Bits with More Bite on The Second City Mainstage

Bits with More Bite on The Second City Mainstage

(L-R) Martin Morrow, Rashawn Nadine Scott, Jamison Webb. Photo by TODD ROSENBERG.

Review: The Second City’s 105th Mainstage Revue — THE WINNER … OF OUR DISCONTENT

by Jonald Jude Reyes

Coming off of what has been called an “unprecedented” (or “unpresidented,” if you prefer) election year, the Second City’s 105th Mainstage Revue, THE WINNER … OF OUR DISCONTENT, gives audiences a time stamp of what America has recently experienced with minor glimpses into what may occur in our near political future. Like any other election year, we were overwhelmed with news, campaign promises, and controversy, but in today’s age of constant information, we reached a suffocating level. Our political viewpoints became more transparent and a nation that was supposedly built on the “American Dream” found itself asking hard questions. So, where’s the comedy in that?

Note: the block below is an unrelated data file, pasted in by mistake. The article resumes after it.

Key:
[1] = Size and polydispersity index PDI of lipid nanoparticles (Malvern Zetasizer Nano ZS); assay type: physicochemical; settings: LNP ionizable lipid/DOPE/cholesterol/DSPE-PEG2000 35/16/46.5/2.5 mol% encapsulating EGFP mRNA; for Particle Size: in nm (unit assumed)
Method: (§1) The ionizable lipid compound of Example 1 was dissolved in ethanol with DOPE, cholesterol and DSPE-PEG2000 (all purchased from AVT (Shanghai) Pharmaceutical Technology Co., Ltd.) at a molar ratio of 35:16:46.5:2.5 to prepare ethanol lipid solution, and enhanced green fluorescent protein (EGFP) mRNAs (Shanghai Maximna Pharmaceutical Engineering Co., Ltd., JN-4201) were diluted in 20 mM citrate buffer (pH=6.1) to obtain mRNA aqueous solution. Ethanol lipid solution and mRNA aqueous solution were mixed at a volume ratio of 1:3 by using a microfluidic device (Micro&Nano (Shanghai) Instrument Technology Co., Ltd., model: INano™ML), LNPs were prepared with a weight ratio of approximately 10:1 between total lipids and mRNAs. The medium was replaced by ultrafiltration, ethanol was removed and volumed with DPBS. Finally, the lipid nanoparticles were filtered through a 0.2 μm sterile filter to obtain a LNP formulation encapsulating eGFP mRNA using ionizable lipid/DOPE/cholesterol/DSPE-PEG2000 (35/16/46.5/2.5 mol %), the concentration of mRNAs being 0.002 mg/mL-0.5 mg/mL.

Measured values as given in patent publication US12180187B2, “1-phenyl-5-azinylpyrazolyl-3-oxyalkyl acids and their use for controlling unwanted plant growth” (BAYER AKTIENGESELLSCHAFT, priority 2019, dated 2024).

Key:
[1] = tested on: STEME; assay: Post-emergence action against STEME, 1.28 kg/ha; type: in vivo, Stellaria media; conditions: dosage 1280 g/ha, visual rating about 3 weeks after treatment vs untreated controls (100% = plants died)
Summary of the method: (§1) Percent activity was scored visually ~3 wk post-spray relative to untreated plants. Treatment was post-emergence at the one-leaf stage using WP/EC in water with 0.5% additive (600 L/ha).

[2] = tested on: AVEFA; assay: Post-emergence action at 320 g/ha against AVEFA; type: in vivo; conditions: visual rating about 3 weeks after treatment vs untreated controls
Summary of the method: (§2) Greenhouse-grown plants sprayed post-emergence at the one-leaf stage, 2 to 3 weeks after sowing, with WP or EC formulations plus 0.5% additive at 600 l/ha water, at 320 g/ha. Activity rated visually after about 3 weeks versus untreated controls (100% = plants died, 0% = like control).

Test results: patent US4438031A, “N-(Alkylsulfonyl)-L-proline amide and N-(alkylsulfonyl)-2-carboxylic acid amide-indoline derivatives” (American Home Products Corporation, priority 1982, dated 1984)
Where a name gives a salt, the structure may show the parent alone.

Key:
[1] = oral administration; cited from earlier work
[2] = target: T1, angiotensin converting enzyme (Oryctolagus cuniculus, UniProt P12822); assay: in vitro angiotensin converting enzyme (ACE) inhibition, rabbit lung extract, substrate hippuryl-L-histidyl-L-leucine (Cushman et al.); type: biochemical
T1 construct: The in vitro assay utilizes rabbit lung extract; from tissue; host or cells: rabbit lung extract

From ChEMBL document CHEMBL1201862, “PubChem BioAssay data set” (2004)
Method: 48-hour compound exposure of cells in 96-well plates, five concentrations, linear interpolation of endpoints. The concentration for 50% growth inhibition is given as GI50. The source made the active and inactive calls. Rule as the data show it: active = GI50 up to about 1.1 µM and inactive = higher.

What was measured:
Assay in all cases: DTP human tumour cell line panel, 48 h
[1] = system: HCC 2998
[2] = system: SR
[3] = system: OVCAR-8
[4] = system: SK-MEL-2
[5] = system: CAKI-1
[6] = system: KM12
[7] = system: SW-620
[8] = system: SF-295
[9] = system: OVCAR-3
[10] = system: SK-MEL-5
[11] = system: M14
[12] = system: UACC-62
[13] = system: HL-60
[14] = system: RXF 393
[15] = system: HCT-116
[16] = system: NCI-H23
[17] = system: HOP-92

In this new revue, the cast takes what may be hard to make fun of and answers back with what’s hard about living in America today. Through three African-American performers, including newcomers Shantira Jackson and Martin Morrow, we get a more intimate look at being black in America. In their honest viewpoints, comedy comes in. Instead of metaphoric layers or symbolic scene storytelling, most of these sketches are clear cut and direct on calling out the inequality present in our country. Again – where’s the comedy in that? The funny lays in the truths spoken and out of the mouths of babes — in this case, six writer-performers. This coming at a time when the Chicago comedy community needs to do more political satire. THE WINNER … OF OUR DISCONTENT is not only raw with its emotions but brash with its intent, to not only show that comedy can be funny but can be just as eye-opening with adult composition.

Opening on a split scene with overlapping dialogue, we’re shown the parallels of the Chicago Cubs winning the World Series and Hilary Clinton losing the election. Whereas one side is getting excited for the big comeback by the home team compared to the other side getting bewildered by the big upset of a political giant. This is where change in America happens, and this is what the Mainstage cast shows us. Followed by a combination of introductory lines to the journey we’re to embark on, a blackout scene has a gym trainer asking Martin Morrow what kind of shape he’s looking to get into, and his reply – “good enough shape in case slavery breaks out.”